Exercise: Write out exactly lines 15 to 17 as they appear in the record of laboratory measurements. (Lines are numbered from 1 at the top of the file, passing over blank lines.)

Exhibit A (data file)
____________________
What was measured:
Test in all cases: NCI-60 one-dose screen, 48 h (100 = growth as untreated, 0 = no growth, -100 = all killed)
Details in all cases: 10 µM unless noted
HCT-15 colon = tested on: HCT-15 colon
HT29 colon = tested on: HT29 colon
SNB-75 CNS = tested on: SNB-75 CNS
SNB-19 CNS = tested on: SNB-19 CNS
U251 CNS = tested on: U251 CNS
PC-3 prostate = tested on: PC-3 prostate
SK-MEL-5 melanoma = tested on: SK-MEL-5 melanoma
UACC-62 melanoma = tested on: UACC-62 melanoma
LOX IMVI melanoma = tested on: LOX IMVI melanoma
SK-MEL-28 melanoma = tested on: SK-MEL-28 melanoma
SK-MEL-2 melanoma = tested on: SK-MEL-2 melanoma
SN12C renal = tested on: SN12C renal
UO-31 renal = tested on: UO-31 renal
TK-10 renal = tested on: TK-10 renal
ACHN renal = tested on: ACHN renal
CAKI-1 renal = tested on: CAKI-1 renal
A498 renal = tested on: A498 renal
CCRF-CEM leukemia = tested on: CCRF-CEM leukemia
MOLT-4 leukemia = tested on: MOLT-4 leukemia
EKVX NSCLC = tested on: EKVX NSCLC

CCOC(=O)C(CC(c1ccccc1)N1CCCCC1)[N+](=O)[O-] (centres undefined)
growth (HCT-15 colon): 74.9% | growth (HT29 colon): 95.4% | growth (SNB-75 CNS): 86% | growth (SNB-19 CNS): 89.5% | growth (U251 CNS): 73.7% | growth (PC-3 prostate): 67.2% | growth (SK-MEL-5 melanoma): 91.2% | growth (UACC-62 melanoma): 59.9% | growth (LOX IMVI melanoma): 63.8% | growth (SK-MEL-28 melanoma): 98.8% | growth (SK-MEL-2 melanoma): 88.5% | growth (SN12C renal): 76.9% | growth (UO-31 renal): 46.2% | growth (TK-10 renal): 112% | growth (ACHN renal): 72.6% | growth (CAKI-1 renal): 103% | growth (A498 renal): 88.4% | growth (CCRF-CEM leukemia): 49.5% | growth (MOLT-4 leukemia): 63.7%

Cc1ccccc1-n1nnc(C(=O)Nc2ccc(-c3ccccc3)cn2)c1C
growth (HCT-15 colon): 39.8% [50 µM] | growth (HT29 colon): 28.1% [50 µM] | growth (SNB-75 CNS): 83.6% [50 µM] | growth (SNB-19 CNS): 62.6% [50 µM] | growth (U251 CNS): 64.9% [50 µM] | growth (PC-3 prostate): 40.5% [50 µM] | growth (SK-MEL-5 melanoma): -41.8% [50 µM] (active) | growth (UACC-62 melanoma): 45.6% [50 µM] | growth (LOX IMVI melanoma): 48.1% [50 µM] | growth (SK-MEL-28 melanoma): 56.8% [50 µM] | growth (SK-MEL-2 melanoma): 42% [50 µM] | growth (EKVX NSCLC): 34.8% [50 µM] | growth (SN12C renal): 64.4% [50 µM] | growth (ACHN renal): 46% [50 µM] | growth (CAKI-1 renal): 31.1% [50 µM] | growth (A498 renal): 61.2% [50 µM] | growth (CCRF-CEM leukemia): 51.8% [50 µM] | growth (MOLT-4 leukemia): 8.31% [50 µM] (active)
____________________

SN12C renal = tested on: SN12C renal
UO-31 renal = tested on: UO-31 renal
TK-10 renal = tested on: TK-10 renal